The Fairmined Certification Programme
Yves Bertan and Kenneth Porter from the Alliance for Responsible Mining (ARM)

Mining in Sri Lanka
Stuart Pool (Nineteen 48 Gemstones)

Being a Licensee Jeweller: Ideals and Practicalities
Susi Smither (The Rock Hound), Tim Ingle (Ingle & Rhode), Naqiyah Sultan (Kashka), Peter Crump (Vipa Designs)

“Make It Happen” with Fairmined Gold
Martin Taber (Ethical Metalsmiths)

The Ethical Making Resource
Mary Michel and Emily Macdonald (Incorporation of Goldsmiths)

Diamond Supply Chains
Gavin Hilson (University of Surrey)

Discussion and Wrap-up event, drawing on the days themes
Estelle Levin-Nally (Levin Sources)

Click here for event details and directions

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The Hidden Cost of Jewelry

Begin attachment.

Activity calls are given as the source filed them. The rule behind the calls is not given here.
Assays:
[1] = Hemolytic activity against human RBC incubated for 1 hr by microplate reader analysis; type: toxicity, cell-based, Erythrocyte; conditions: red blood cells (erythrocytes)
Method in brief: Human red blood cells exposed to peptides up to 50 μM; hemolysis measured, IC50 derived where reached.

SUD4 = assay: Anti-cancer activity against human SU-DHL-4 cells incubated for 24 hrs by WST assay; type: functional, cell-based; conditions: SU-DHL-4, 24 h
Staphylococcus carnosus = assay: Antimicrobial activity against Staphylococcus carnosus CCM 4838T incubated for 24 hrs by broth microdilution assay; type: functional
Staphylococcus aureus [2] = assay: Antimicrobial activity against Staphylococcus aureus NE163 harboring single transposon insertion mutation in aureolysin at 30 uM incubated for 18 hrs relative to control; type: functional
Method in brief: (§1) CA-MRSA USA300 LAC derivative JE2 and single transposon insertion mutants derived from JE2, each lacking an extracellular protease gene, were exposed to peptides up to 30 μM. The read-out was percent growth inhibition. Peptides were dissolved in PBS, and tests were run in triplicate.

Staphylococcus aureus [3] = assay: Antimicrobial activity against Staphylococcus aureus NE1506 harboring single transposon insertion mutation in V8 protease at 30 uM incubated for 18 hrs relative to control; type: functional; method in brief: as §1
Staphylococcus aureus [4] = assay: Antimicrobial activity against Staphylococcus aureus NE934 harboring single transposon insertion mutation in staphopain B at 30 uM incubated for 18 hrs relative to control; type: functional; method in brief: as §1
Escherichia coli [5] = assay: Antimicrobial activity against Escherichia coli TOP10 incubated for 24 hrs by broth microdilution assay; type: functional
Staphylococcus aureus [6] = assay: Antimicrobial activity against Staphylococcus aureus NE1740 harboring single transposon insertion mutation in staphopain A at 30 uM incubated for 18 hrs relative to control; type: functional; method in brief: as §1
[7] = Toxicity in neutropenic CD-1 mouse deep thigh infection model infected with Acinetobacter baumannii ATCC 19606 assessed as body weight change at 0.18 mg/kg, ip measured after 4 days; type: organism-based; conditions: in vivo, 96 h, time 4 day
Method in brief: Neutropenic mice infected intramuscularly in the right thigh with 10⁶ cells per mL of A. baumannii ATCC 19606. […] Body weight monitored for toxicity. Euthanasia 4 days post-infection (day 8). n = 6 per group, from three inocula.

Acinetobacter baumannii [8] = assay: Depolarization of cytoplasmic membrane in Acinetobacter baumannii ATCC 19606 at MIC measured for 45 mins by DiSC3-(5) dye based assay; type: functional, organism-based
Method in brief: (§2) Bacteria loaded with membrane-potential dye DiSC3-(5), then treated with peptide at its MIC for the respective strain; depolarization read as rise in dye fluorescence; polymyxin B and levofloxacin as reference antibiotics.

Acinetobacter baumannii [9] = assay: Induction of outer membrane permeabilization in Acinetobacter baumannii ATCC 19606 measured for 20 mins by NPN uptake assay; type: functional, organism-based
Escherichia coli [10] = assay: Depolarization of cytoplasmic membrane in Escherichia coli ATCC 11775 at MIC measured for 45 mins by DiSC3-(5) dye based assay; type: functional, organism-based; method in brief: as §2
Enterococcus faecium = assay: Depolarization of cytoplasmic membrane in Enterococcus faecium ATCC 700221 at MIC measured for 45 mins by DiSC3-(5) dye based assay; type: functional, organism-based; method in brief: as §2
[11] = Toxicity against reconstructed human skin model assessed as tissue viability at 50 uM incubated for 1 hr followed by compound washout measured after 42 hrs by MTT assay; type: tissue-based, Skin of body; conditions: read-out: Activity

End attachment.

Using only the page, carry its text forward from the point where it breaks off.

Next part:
[vc_row][vc_column][vc_custom_heading source=”post_title” font_container=”tag:h3|text_align:left” css=”.vc_custom_1523290770768{margin-bottom: 30px !important;}”][/vc_column][/vc_row][vc_row gap=”10″][vc_column width=”1/3″][vc_single_image image=”231″ img_size=”full” add_caption=”yes” css=”.vc_custom_1523288751264{margin-bottom: 30px !important;}”][vc_column_text el_class=”caption” css=”.vc_custom_1523289601342{margin-bottom: 30px !important;}”]A 15-year-old boy mixes mercury and ground gold ore at a processing site in Mbeya Region, Tanzania.

image © 2013 Justin Purefoy for Human Rights Watch.[/vc_column_text][/vc_column][vc_column width=”2/3″][vc_column_text]On 8th February 2018 Human Rights Watch reported on their findings about supply chain transparency in the jewellery industry.

 

The hard-hitting report pulls no punches about the harsh reality of life for many gold and gemstone miners or the fact that most jewellers have no idea where their materials come from or the conditions under which they were mined and sourced.